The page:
Qv energy gained by vertical advective processes (rain, condensate, mass removal via evaporation/sublimation)

Qg is the supply of energy from conduction with the soil, percolation of melt and vapor transfer)

During continuous melt, a snowpack is isothermal at 0 degrees C and therefore Qs is assumed negligible as is Qgs… Therefore

Qm=Qn+Qh+Qe+Qv+Qg

where Qn is the net all wave radiation to the pack.

All of these processes in many hydrologic models are summarized in one variable – average air temperature for a given area. It is interesting to note that temperature works only on the surface of the snowpack and that a snowpack in order to melt has to be isothermal from top to bottom else melt from the surface refreezes at lower, colder pack layers. Snow is not mostly snow, it is mostly air. In cool continental areas such as Utah, snowpacks rarely exceed a 50% density which means that at its greatest density, it is still 50% air. Due to this fact, snow tends to be an outstanding insulator. You cannot pound temperature into a snowpack. Solar radiation on the other hand can penetrate and convey energy deep into the pack and it is this mechanism that conveys by far the most energy into snow. This fact can be easily observed every spring when snowpacks start to melt. Observe south facing aspects in any location from a backyard to the mountains and see from a micro to macro scale the direct influence solar radiation has with respect to temperature.

Notice in this photo patches of snow that have been solar sheltered as air temperature is very likely close to be much the same over both the melted areas and the snow covered areas in both time and space. South aspects melt first, north aspects last. Shaded areas hold snow longer than open areas.

 

This graph from Roger Bales expresses the energy input in watts for the Senator Beck Basin in Colorado.  The black line is the net flux to the pack or the total energy input from all sources.  The red line is the net solar input and the blue line represents all sensible energy. The difference between the red line and the black line is all energy input to the pack combined, negative and positive except net solar. From this, one can readily appreciate the relative influence each individual energy source has on snowmelt. This graph is from a dusty snow surface so the net solar is likely greater than what would be expected from a normal snowpack. However, the contrast is stark – solar radiation is the driver of snowmelt. Air temperature is a long ways back.  This of course is information that has been known for many years as illustrated in the following table from the Army Corps of Engineers in the 1960’s lysimeter experiments at Thomas Creek.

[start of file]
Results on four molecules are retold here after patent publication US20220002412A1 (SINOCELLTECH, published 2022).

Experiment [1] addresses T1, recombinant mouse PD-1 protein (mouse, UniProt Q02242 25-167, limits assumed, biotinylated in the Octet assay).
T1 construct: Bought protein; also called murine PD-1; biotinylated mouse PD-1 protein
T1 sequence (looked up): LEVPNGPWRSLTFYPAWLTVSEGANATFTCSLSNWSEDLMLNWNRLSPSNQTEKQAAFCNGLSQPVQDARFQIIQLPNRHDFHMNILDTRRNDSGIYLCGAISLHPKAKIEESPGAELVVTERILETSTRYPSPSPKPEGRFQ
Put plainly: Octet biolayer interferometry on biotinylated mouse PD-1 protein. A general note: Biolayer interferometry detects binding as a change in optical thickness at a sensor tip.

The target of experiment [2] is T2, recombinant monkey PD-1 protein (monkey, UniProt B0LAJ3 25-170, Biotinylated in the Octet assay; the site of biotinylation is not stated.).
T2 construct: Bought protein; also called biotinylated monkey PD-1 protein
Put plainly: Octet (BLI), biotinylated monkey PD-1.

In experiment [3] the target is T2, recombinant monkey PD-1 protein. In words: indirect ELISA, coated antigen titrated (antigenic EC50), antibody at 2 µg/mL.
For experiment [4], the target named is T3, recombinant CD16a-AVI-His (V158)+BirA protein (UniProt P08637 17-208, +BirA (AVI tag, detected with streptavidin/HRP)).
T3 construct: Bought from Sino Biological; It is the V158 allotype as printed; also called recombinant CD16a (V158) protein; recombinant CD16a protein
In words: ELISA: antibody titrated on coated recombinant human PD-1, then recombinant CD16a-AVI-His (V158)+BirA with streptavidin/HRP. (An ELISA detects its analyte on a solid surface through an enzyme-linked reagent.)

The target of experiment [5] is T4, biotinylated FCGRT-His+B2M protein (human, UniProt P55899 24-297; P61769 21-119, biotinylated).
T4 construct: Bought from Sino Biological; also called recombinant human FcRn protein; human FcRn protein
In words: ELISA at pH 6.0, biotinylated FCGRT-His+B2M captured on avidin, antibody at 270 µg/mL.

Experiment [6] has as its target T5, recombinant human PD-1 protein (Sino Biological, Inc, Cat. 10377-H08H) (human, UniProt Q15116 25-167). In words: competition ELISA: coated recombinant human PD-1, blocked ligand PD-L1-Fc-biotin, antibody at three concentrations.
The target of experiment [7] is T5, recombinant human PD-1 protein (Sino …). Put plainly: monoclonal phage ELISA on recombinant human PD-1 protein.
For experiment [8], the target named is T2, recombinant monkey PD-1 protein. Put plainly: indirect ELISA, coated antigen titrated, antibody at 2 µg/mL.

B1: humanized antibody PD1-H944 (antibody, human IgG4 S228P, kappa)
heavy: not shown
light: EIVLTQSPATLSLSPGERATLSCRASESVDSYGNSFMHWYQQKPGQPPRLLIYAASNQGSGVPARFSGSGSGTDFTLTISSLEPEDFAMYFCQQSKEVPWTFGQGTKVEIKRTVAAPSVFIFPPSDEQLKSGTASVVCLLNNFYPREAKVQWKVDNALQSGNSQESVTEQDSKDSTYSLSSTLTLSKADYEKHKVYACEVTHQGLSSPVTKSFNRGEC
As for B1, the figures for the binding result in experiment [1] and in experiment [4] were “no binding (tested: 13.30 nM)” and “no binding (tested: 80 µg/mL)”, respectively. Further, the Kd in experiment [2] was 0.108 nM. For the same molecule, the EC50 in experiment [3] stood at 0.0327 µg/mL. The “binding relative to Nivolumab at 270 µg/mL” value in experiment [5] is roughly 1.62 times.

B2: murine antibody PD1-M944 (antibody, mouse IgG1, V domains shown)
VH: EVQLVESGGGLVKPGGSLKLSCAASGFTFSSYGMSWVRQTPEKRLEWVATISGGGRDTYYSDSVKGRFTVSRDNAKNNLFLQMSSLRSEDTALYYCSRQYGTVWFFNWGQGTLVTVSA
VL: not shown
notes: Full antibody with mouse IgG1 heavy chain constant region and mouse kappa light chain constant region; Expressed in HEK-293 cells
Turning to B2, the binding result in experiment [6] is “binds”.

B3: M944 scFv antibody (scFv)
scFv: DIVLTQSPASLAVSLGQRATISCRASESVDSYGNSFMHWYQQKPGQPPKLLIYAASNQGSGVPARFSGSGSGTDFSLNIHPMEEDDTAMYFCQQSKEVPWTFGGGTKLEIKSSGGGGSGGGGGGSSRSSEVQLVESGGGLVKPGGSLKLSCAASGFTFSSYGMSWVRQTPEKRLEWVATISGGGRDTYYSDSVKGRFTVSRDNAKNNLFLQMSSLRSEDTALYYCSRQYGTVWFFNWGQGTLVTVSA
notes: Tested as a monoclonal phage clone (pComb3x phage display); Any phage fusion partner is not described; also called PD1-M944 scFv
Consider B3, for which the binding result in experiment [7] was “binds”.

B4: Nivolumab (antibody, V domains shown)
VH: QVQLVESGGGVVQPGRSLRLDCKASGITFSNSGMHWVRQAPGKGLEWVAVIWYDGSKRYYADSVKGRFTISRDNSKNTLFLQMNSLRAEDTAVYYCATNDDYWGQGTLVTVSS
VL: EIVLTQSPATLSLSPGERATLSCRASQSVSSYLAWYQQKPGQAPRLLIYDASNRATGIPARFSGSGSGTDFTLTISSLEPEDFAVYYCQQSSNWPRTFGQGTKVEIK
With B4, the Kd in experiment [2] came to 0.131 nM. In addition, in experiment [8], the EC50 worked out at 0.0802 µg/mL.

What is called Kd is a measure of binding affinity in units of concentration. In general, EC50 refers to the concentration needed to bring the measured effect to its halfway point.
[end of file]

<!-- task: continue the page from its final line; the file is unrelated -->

Notice that shortwave radiation is the constant day in day out energy provider, long wave, temperature,  and other sources pop up here and there.

So, what is the implication for hydrologic models that use air temperature as the primary energy input? The relationship between solar radiation and temperature will change. For a 2 degree C rise in temperature the model would see an energy input increase the equivalent to moving the calendar forward several weeks to a month – a huge energy increase. The question becomes what will the watershed actually see – will the snowpack see an equivalent magnitude energy increase?

 

This chart for the Weber Basin of Utah illustrates the average May temperature for various elevations and what a plus 2 degree C increase would look like. This is what the hydrologic model will see. In order to ascertain what energy increase the watershed will actually see, we go back to the graph of Bales – what the watershed will see is a more modest increase in the sensible heat line. Climate change won’t increase the hours in a day nor increase the intensity of solar radiation so the main energy driver to the snowpack, solar – will stay close to the same, all other things equal. So the total energy to the snowpack will have a modest increase but what the hydrologic model has seen is a much larger proportional increase. Thus if this factor is not accounted, the model is likely to overestimate the impacts that increased temperatures may have on snowpacks.  Hydrologic models work well within their calibrated range because temperature is closely related to solar energy. With climate change warming, this relationship may not be the stable input it once was and models may need to be adjusted accordingly.  Research needs to move in the direction of total energy input to the watershed instead of temperature based modeling. Then we can get a much clearer picture of the impacts climate change may have on water resources. Recent research by Painter et al regarding changes in snow surface albedo and accelerated runoff support the solar vs temperature energy input to the pack where surface dust can accelerate snowmelt by as much as 3 weeks or more whereas modest temperature increases would accelerate the melt by a week.